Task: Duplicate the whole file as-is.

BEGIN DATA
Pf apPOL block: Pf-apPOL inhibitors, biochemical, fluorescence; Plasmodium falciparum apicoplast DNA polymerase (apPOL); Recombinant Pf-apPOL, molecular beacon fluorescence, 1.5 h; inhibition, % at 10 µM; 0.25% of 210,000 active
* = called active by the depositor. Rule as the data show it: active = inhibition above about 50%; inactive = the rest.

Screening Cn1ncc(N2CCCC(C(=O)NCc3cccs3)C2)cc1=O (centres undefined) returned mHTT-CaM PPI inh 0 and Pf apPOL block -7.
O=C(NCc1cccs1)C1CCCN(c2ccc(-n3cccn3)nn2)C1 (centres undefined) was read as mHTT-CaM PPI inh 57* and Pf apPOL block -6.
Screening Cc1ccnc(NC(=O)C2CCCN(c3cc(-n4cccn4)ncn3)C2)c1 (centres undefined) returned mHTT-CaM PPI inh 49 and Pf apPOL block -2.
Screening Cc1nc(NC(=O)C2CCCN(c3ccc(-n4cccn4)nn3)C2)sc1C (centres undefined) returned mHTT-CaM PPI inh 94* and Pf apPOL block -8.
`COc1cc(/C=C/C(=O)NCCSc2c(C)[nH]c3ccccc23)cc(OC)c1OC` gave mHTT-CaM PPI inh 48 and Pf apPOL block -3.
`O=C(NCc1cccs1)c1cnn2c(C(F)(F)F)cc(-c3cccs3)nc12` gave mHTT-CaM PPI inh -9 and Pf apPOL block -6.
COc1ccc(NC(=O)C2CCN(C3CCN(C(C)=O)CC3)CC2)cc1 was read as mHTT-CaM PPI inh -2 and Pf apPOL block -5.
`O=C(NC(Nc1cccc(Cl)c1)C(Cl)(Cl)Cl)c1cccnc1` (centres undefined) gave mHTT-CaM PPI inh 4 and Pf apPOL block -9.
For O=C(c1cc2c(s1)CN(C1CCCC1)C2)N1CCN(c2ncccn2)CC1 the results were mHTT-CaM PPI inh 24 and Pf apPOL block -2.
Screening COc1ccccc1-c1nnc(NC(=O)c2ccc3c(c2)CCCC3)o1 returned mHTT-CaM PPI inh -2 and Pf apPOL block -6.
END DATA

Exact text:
Pf apPOL block: Pf-apPOL inhibitors, biochemical, fluorescence; Plasmodium falciparum apicoplast DNA polymerase (apPOL); Recombinant Pf-apPOL, molecular beacon fluorescence, 1.5 h; inhibition, % at 10 µM; 0.25% of 210,000 active
* = called active by the depositor. Rule as the data show it: active = inhibition above about 50%; inactive = the rest.

Screening Cn1ncc(N2CCCC(C(=O)NCc3cccs3)C2)cc1=O (centres undefined) returned mHTT-CaM PPI inh 0 and Pf apPOL block -7.
O=C(NCc1cccs1)C1CCCN(c2ccc(-n3cccn3)nn2)C1 (centres undefined) was read as mHTT-CaM PPI inh 57* and Pf apPOL block -6.
Screening Cc1ccnc(NC(=O)C2CCCN(c3cc(-n4cccn4)ncn3)C2)c1 (centres undefined) returned mHTT-CaM PPI inh 49 and Pf apPOL block -2.
Screening Cc1nc(NC(=O)C2CCCN(c3ccc(-n4cccn4)nn3)C2)sc1C (centres undefined) returned mHTT-CaM PPI inh 94* and Pf apPOL block -8.
`COc1cc(/C=C/C(=O)NCCSc2c(C)[nH]c3ccccc23)cc(OC)c1OC` gave mHTT-CaM PPI inh 48 and Pf apPOL block -3.
`O=C(NCc1cccs1)c1cnn2c(C(F)(F)F)cc(-c3cccs3)nc12` gave mHTT-CaM PPI inh -9 and Pf apPOL block -6.
COc1ccc(NC(=O)C2CCN(C3CCN(C(C)=O)CC3)CC2)cc1 was read as mHTT-CaM PPI inh -2 and Pf apPOL block -5.
`O=C(NC(Nc1cccc(Cl)c1)C(Cl)(Cl)Cl)c1cccnc1` (centres undefined) gave mHTT-CaM PPI inh 4 and Pf apPOL block -9.
For O=C(c1cc2c(s1)CN(C1CCCC1)C2)N1CCN(c2ncccn2)CC1 the results were mHTT-CaM PPI inh 24 and Pf apPOL block -2.
Screening COc1ccccc1-c1nnc(NC(=O)c2ccc3c(c2)CCCC3)o1 returned mHTT-CaM PPI inh -2 and Pf apPOL block -6.